How to Rake Leaves and Do Yard Work When You Have Seasonal Allergies
You can still get the job done.
Fall is here, which means it's only matter of time until you need to break out your rake and compostable yard waste bags as you deal with fallen leaves. While autumn's backyard cleanup is always backbreaking, those who suffer from seasonal allergies find it particularly burdensome: Pollen and mold can turn raking into a sneeze-filled nightmare. That's why we checked in with Dr. Sanjeev Jain, a board-certified allergist and immunologist and the founder of Columbia Asthma & Allergy Clinic, to find out what you can do to minimize any reactions while you are out and about in the yard this fall.
Understand why leaves cause such an intense reaction.
Leaves are loaded with mold, which is the root cause of allergy symptoms come fall, explains Dr. Jain. "Weed pollen is also prevalent during autumn, and individuals with allergy to weeds, such as ragweed, are particularly prone to symptoms while in the yard," he says.
Take medication ahead of time.
As for the best ways to mitigate these types of allergies? Get ahead of the symptoms and mask up. "Pre-medicate with antihistamines and nasal steroids at least one hour before doing yard work and wear a mask with HEPA filter," Dr. Jain says. "If allergies are severe or chronic, then allergy testing and allergy shots is the preferred option; these can eliminate the need for other interventions." When you come in from raking, use a nasal rinse with a saline solution, Dr. Jain adds, to remove pollen from your breathing pathway.
Go outside later in the day.
Raking leaves isn't the only fall activity that can cause unpleasant reactions—pulling weeds and mowing the lawn can also illicit an allergic response, since you are exposing yourself to the very same pollen and mold you come into contact with while you rake. To lessen the impact, Dr. Jain suggests timing your chores appropriately. "Another important consideration is that pollen counts are higher in the morning and on windy days," he says. "It may be preferable to perform these activities in late afternoon and when it is not that windy."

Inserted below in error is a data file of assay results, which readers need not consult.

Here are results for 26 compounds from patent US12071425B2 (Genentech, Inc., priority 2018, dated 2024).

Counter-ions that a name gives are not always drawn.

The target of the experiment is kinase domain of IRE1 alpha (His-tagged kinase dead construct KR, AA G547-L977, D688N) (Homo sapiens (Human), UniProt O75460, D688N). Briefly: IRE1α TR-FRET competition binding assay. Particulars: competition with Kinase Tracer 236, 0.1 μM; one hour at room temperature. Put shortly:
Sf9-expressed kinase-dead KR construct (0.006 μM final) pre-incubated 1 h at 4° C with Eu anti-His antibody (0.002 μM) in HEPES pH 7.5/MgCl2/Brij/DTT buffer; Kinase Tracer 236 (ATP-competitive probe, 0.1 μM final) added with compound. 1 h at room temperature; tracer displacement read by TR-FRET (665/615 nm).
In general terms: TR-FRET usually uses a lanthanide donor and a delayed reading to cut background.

Raking leaves can irritate anyone's system.
You don't have to be a seasonal allergy sufferer to feel uncomfortable while raking leaves—congestion and watery eyes are common. Luckily, you can still benefit from the same interventions, notes Dr. Jain. You may also be suffering from another timely condition called "non-allergic" or "vasomotor" rhinitis. "This condition is best treated by wearing warm clothing and using prescription nasal sprays," he says. "A board-certified allergist can determine the root cause of the symptoms and them treat appropriately."
Seek out professional help.
Though allergies can be very restrictive, Dr. Jain says that, in most cases, they are treatable and shouldn't stop you from tackling those autumn chores. "With a three-pronged approach, namely reduction of exposure, medications, and allergen immunotherapy under the guidance of a board-certified allergist, almost all allergy-sufferers can achieve dramatic improvement in their symptoms," he says. "Allergen immunotherapy is performed by incremental exposure to the allergen, which in turn can lead to long-term tolerance and reduced need for medications or other interventions."